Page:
JOPLIN, Mo. —
In 1623, English poet John Donne penned a memorable line about one of humanity’s basic truths: “No man is an island.”
New Jersey Gov. Chris Christie is now living that truth.
Christie first garnered national attention in 2009 when he won the governorship of decidedly Democrat New Jersey. That a Republican could win New Jersey was one thing; to do it in the first year of the Obama honeymoon was quite another.
Christie took on some of the most powerful unions in the country and won. He shamed one of the most fiscally irresponsible state legislatures in the nation into at least a modicum of fiscal restraint. And he went where no modern politician had gone before by taking on the radicals in his own party.
The establishment loved him because behind his public bluster were private deals and business as usual. The mainstream media adored him because he gave them the most precious commodity of all: another chance to bash the tea party. And every political strategist who had worked on a losing Republican campaign loved him because they had the perfect candidate to present to their mythical moderate middle.
Christie had created a political island paradise in one of the most corrupt states in the country.
He handily won a second term. With recent polls showing him beating Hillary Clinton in a hypothetical 2016 presidential matchup, he was living the dream.
The only problem was that he built his dream on Fantasy Island.
That island became endangered the minute deputy Chief of Staff Bridget Anne Kelly typed “Time for some traffic problems in Fort Lee” and hit send on her email. The recipient, Christie-appointed port authority member David Wildstein, replied, “Got it.”
With that one exchange, thousands trying to access the George Washington Bridge from the Fort Lee, N.J., side endured days of commuter hell as two lanes suddenly closed for a “traffic study.”
While Kelly has been fired, Wildstein has resigned and Christie held a textbook-perfect news conference, the tide against him is rising.
We are now learning of a federal audit of Hurricane Sandy relief money spent on tourism ads highlighting Christie and his family, Hoboken Mayor Dawn Zimmer is questioning why less than 1 percent of hazard mitigation grant money was awarded to her city after she did not endorse Christie for re-election. Jersey City Mayor Steven Fulop, an Iraq War veteran, could only watch last year as scheduled meetings with administration officials on transportation and Hurricane Sandy recovery were canceled en masse following his own decision not to endorse Christie.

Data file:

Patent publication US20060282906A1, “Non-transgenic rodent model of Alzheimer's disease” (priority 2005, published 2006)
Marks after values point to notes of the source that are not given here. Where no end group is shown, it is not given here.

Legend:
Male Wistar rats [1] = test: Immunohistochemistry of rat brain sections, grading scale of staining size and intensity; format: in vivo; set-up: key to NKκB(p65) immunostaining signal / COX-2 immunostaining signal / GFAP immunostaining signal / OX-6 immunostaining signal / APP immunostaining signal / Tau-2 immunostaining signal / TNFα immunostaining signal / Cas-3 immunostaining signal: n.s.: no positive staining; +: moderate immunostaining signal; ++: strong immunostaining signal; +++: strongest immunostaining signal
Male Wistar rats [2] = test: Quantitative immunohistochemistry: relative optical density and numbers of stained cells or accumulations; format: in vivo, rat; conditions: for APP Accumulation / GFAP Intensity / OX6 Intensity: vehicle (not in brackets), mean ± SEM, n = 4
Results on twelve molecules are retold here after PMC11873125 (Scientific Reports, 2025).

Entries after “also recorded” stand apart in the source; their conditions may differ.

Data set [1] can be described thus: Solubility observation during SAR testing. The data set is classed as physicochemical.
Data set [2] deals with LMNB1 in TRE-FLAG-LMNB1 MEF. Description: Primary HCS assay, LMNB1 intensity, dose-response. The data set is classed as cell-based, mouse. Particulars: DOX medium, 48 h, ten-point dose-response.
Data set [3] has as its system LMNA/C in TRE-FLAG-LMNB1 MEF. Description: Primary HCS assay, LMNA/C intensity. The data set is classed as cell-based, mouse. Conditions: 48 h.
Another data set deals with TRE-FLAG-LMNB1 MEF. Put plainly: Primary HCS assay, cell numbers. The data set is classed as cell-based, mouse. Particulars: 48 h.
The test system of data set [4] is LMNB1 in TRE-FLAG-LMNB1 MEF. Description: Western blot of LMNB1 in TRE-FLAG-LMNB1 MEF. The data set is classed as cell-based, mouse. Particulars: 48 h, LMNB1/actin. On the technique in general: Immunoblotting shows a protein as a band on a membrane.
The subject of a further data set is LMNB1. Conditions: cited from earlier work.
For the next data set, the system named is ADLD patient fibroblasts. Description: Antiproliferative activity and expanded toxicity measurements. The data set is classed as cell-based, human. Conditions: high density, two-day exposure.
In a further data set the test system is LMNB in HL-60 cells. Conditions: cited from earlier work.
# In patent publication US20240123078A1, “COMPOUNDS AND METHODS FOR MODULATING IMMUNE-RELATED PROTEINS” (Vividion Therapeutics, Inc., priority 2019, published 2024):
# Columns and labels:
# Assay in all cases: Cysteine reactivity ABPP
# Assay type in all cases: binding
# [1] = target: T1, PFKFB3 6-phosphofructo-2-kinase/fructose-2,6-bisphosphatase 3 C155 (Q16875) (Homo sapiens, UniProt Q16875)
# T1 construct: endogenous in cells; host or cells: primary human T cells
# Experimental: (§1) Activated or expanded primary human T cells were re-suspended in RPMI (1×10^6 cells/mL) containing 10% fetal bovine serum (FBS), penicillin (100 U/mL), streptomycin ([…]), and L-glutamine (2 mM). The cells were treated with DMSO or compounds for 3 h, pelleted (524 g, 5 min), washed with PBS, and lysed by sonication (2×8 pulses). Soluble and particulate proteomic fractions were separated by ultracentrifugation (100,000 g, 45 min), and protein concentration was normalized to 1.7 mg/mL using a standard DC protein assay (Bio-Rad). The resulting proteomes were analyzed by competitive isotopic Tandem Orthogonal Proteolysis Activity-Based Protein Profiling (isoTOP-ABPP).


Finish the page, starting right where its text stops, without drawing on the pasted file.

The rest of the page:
Drip, drip, drip.
The established media narrative is that it’s irrelevant whether Christie knew of these political shenanigans. He is the man at the top. He is responsible. He sets the tone. He creates the culture. He should be held to account.
I could not agree more. Christie built his island; it’s up to him to defend it.
If only the media would approach the Obama administration the same way.
With four Americans killed in Benghazi, IRS abuses, NSA spying on everyone and the debacle that is healthcare.gov, one would think there would be a long list of fired bureaucrats who were held to account by the man at the top. To date, there is not name one on that list.
Both Christie and Obama should be held to account. But Obama’s island is in the shape of a D. And that, as we know, makes all the difference in the world.
Geoff Caldwell writes on national and international affairs. He lives in Joplin. Contact him at email@example.com.